Can a pile of consumer electronics be powered from a single supply?

Reloadron

Joined Jan 15, 2015
5,646
There are some gotcha's with using an ATX PSU - you have to adequately load both the +5 & +3.3V outputs, or the others will sag under load.

When I repaired PSUs for a living, I had a nasty problem with a cheap low rated ATX PSU - not all the 3.3V connector pins actually carried power, one of the pins had the voltage sense wire all to itself. The connector on my test load didn't anticipate this and the unit was powered up with no connection between the 3.3V output and its voltage sense wire - the PSU went bang!

Since then; any time I make up a dummy load, I take the snips and cut the power connector out of the scrap board rather than unsolder the connector - that way, the PCB traces automatically group all the pins that need to be connected together.
Ian, I absolutely agree. I omitted that as all of the newer ATX PSUs I have worked with did not have those problems or require a load. However, it does not hurt to play it safe. You can hack a mating connector from a scrap board or buy an extension connector, 20 or 24 pin depending on what you have. Tie all the orange wires together. If there is a brown wire the supply uses 3.3V sense, include it with the orange wires. On the newer 24 pin connectors it should be Pin #13. Then place a 10 Ohm 5 Watt resistor between all the orange and ground to serve as a load. On a 24 pin connector Pin #16 is PWR_ON and on a 20 pin connector pin #14 is PWR_ON. To turn the PSU on place them at Ground.

Use a good quality PSU which brings us back to all the eggs in one basket. Thanks to Ian for bringing that up.

Ron
 

ian field

Joined Oct 27, 2012
6,539
Ian, I absolutely agree. I omitted that as all of the newer ATX PSUs I have worked with did not have those problems or require a load. However, it does not hurt to play it safe. You can hack a mating connector from a scrap board or buy an extension connector, 20 or 24 pin depending on what you have. Tie all the orange wires together. If there is a brown wire the supply uses 3.3V sense, include it with the orange wires. On the newer 24 pin connectors it should be Pin #13. Then place a 10 Ohm 5 Watt resistor between all the orange and ground to serve as a load. On a 24 pin connector Pin #16 is PWR_ON and on a 20 pin connector pin #14 is PWR_ON. To turn the PSU on place them at Ground.

Use a good quality PSU which brings us back to all the eggs in one basket. Thanks to Ian for bringing that up.

Ron
On the PSU I blew up; there was no brown wire - the sense wire was orange like the power wires, but thinner.
 

tcmtech

Joined Nov 4, 2013
2,867
If it was me I would just pick put a dual output 12V/5V 50 - 100w passively cooled SMPS on eBay for ~$20 and be done with it. Small reliable and easier to work with than modding a old ATX.
 

Thread Starter

strantor

Joined Oct 3, 2010
5,329
Ok, thank you for the responses thus far. I am weighing the "eggs in one basket" aspect and I think I need more incentive to do away with the wall warts. I could just as easily conceal the power strips in a box or build my own plug station as mentioned. The only other incentive I can think of other than space saving, is efficiency. What do you think is more efficient; all devices powered from a single switching supply, or multiple wall warts?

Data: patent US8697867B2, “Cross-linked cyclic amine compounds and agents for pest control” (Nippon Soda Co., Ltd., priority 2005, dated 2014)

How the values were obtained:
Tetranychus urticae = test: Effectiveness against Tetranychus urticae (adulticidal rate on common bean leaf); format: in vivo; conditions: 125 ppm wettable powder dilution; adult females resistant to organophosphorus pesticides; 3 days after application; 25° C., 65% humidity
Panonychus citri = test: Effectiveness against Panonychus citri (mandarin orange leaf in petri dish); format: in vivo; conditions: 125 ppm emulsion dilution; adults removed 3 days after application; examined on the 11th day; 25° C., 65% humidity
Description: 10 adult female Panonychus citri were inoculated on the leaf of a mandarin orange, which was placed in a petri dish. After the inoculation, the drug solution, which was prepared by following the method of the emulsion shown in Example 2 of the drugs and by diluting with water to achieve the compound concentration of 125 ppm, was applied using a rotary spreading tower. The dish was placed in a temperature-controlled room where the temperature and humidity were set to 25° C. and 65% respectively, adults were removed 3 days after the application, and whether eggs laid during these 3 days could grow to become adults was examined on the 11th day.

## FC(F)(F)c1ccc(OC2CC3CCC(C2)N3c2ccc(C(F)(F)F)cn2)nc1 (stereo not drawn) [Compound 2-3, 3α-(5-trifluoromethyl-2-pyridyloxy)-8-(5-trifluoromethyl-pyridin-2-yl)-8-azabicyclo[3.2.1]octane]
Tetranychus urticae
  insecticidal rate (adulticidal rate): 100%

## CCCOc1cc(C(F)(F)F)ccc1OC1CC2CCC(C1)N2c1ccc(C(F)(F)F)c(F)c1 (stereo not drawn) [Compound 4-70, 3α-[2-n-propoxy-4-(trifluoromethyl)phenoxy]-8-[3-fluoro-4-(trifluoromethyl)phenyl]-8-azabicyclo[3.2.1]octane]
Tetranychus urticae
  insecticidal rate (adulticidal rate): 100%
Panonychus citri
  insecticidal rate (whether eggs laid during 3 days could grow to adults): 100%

MrChips

Joined Oct 2, 2009
21,827
Your idea makes perfectly good sense to me. When AC power goes, just plug in a 12V battery and a solar charger and thar will be musak to ya ears.
 

Thread Starter

strantor

Joined Oct 3, 2010
5,329
Your idea makes perfectly good sense to me. When AC power goes, just plug in a 12V battery and a solar charger and thar will be musak to ya ears.
Yeah good idea. Taking it a step further, maybe I could just leave a 12V SLAB connected in the cabinet permanently. Thars ma UPS, no inverter needed.
 

Hypatia's Protege

Joined Mar 1, 2015
3,226
I am weighing the "eggs in one basket" aspect
Should you indeed choose the single supply route, you are best advised to place a hefty 'crowbar' circuit on the equipment (i.e. load) side of the OC interrupter -- Thence a malfunctioning PS, try as it might, can do no damage:)

Best regards
HP
 

ian field

Joined Oct 27, 2012
6,539
If it was me I would just pick put a dual output 12V/5V 50 - 100w passively cooled SMPS on eBay for ~$20 and be done with it. Small reliable and easier to work with than modding a old ATX.
They're usually pretty easy to tweak for different voltages, but if you increase the 5V output you can quickly run out of headroom on the 12V rail electrolytics.

The usually use the TL431 programmable zener in the regulation control, The Aztec PSUs used a house coded 431, the circuitry around that is usually simple enough - just find the 2 resistors that feed V-ref and calculate a new division ratio.
 

ian field

Joined Oct 27, 2012
6,539
Should you indeed choose the single supply route, you are best advised to place a hefty 'crowbar' circuit on the equipment (i.e. load) side of the OC interrupter -- Thence a malfunctioning PS, try as it might, can do no damage:)

Best regards
HP
Usually the open frame switchers that are easy to find as surplus, tend to self destruct quickly when they fail and rarely damage the load - but crowbar protection included in the original design isn't exactly rare.
 
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